Knee surgery 7 weeks ago today. Coming along nicely, but still at least a month before I can go back to work (ugh!). Now, I realize this is all incredibly important news to the inhabitants of planet Earth . . .
Several more or less recent posts to our Facebook Group page (you’re not a member, you say????) that should have made it onto this site, haven’t yet. Let’s start here, with sad news from Dan Moore:
I’m very sorry to announce the passing of my grandfather, Richard “Hoppy” Hopkins. He died last Saturday, peacefully, at home, with his wife of 72 years and his family by his side.
Dick served aboard the USS Boston for 806 days—from June 30, 1942 (S2c), to November 6, 1945 (S1c). After his discharge from the Navy, he went on to serve for 23 years in the USAF, as a Deputy Sheriff near his home in Maine, as a Chief of Operations for Federal Protective Services, and as a branch manager for the FAA.
Most of my time spent with Gramps was during his retirement. He was a man beyond compare, and every Saturday I would take him to his American Legion post for drinks with his comrades. The oldest member by far, Gramps would sit there proudly in his CA-69 hat and give hell to the youngins.
A couple of years back, I bought him the set of “Baked Beans” books. He never talked about the war; he lost many friends and loved ones, including a brother in Normandy. But he did get a kick out of paging through those books!
I love you, Grampy. Rest in peace.
March, 1946 – A skeleton crew remains aboard the Boston, docked in the Navy Yard at Bremerton, WA. They are in the process of salvaging and mothballing the ship. The entire war-time crew, with a few exceptions, have headed home.
March 25, 1945: Early this morning, I got my first look at the California coastline. We pulled into the Terminal Island navy Yard flying our homeward-bound pennant. While the N.O.B.Band played and Ginny Sims sang, “Oh What a Beautiful Morning,” with a lot of brass and civilians on the pier. Just about all of the crew were on the port side. The first leave party left the ship this afternoon. We also got paid this morning and I got $630.00. I will buy my ticket tomorrow. *
March 25, 1944: This morning we joined up with the rest of the task force. We are heading northwest for a raid on Palau Island – a large island in the Western Carolines. This is the furthest west a task force has ever gone. *
March 26, 1944: Today everyone is tense and excited, we are getting closer to the islands. There were no bogies in the area. We were on Condition Three Watch except for sunset general quarters. This was a short operation, but exciting because we had a chance to shoot at some Jap planes. *Frank Studenski
March, 1943 – Each week throughout late February, March and April, hundreds of new sailors reported to the Fargo Building in Boston. They were in training and light duty, waiting for their brand-new Heavy Cruiser, CA-69 to be finished. She was just south of Boston, in the Quincy MA, Fore River Shipyard (Bethlehem Steel), being worked on round-the-clock. She had a war to join.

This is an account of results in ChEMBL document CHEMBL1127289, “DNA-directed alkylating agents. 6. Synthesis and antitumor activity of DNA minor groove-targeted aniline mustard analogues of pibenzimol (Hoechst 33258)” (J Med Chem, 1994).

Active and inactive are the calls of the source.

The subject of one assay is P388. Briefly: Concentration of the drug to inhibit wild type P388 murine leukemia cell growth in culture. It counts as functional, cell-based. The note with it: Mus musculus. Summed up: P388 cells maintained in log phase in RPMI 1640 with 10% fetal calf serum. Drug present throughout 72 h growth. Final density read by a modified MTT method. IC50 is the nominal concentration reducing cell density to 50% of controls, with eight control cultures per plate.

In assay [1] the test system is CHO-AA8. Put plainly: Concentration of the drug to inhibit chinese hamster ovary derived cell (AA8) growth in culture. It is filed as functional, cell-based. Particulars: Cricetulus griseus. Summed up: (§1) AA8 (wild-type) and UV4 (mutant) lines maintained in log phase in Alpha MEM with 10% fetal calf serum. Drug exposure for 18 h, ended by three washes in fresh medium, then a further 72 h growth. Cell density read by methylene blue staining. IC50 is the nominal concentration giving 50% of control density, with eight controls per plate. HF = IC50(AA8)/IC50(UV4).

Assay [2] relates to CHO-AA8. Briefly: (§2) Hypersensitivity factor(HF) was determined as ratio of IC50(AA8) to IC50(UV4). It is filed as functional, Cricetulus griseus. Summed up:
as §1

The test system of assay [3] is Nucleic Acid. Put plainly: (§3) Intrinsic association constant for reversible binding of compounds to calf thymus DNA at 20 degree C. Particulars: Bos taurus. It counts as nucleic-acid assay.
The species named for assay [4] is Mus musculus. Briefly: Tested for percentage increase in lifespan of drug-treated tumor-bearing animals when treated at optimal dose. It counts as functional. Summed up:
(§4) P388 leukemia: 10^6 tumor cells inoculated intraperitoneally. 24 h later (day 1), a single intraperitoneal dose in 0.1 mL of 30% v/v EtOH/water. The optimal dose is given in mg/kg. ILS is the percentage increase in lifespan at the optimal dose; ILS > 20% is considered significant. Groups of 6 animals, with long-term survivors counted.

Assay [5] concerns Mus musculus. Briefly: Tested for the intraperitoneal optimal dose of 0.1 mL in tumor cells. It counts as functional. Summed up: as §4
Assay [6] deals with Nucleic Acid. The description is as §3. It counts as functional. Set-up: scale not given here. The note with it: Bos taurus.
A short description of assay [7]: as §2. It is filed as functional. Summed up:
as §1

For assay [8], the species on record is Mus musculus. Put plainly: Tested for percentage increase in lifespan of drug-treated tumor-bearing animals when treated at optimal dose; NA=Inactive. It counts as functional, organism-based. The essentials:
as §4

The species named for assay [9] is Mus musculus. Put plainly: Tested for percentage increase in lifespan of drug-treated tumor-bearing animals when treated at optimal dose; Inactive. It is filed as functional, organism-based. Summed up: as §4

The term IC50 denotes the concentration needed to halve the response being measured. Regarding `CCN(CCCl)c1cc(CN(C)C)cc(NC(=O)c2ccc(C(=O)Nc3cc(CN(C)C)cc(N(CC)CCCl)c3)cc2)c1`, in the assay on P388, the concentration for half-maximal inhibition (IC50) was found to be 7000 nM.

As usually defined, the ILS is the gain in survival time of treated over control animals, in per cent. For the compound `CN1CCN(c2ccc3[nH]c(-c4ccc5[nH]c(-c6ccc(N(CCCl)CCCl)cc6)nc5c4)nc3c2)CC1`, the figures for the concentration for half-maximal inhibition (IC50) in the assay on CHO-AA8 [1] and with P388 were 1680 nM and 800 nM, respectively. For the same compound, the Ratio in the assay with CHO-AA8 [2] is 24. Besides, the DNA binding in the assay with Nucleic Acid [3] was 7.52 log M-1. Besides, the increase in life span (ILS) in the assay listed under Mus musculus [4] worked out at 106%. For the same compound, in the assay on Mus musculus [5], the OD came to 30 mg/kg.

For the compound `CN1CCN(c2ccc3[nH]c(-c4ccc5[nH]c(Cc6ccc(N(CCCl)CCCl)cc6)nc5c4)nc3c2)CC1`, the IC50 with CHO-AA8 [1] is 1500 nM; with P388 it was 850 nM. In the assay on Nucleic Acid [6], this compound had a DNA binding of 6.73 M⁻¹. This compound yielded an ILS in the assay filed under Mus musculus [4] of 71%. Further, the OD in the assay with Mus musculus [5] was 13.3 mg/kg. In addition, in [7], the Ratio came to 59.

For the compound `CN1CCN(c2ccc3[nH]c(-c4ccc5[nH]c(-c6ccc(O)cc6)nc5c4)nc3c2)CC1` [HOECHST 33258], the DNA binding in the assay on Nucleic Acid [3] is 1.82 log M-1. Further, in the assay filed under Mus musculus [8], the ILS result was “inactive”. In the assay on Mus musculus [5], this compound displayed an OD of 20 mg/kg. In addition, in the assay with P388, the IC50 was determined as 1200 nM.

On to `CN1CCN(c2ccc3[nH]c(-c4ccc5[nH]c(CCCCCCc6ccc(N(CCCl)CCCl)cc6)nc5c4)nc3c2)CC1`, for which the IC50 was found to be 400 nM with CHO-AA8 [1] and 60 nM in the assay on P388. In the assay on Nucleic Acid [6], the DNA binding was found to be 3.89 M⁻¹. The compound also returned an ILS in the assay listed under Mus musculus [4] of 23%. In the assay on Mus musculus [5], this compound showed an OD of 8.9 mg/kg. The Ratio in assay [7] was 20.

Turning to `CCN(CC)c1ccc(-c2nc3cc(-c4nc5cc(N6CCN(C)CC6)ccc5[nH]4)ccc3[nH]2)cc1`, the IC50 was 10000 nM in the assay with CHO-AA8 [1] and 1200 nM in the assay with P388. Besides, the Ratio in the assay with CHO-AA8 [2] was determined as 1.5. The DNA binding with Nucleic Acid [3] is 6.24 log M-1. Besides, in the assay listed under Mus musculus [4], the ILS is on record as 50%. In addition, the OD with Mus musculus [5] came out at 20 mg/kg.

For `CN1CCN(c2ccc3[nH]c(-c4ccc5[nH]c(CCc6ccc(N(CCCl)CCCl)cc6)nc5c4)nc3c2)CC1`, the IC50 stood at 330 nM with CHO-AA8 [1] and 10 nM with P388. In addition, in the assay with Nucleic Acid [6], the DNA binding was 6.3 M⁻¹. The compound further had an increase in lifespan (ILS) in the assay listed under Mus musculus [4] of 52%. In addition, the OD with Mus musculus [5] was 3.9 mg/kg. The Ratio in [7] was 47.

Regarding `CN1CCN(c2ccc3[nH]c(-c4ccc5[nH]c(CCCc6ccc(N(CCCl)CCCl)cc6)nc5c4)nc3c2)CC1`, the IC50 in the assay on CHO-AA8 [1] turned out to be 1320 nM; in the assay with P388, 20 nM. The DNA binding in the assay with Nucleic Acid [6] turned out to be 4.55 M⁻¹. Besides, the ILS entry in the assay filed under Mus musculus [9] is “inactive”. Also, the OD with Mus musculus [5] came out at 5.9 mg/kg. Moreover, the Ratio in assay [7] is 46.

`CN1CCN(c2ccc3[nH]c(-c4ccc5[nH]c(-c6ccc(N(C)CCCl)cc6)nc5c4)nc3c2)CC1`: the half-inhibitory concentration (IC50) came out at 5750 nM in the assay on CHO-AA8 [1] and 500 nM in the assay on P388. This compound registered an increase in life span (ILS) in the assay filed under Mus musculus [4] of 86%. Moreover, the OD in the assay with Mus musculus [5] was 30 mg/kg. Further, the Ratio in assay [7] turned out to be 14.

(proud owner of a titanium right knee)
The Kellys are at it again. Since Lisa, Bill and I have nothing better to do with our time, we decided to finally get working on our Task Force 58 website. It is partially done (with MUCH left to do), but it is up and running and if you are interested in taking a peek, check out www.taskforce58.org. I have always stressed that CA-69 was a unit of Task Force 58 and Task Force 38 – a cog in a much larger wheel. Important to see the big picture!
Lola Heiler, our friendly docent at The Emerald Conservancy in Boston (Back Bay Fens Paahk (I used my “boston accent”) emailed me with this info: Hi Steve – wanted to let you know that the OLLI UMass Boston Brown Bag Presentation – “Japan’s World Peace Bells – How Boston Became Part of the Story” – is scheduled for Wednesday 3/29 11:45a-1p. Open to members only but if anyone you know locally wants to attend, they would be my guest.
I am researching preservation grants for a shoro (bell tower) and to get the historic cherry tree grove (sakura) nearby rehabbed or replanted. They were a gift from the Japanese government in the 1950’s. Now in pretty bad shape. Also looking into how to get the bell declared an historic Boston landmark.
Anyone interested in attending this informative and fascinating look at the history of the Temple Bell salvaged by the crew of CA-69 at the end of the War, get in touch with me and I’ll connect you with Lola. (Bob – she’s hoping you can go!!). Thanks, Lola, for embracing this tremendous artifact and doing all that you do.
Finally, I’ll be out of commission for a while, recovering from knee surgery. Nobody is really interesting in reading whatever pain and drug-induced craziness might flow from my fingertips, so I’m hanging it up for the next month or so.
It seems like forever ago – I was working on the first volume of Baked Beans. Some readers of A Bird’s Eye View and this blog reached out to me with pictures of their dads, memories, and saved documents of various types. The daughter of Robert Heidl, Barb Smith, sent me copies of her Dad’s papers from his service. I picked a couple of them to share today:
In this period of bitter divide in our country, when half of our people are looking at the other half of our people with passionate disdain, Let us all take a minute to carefully read and absorb this:
Some days, it feels to me like we are losing (or have lost) the things that the Brave Men of the “Greatest Generation” fought to ensure we could keep.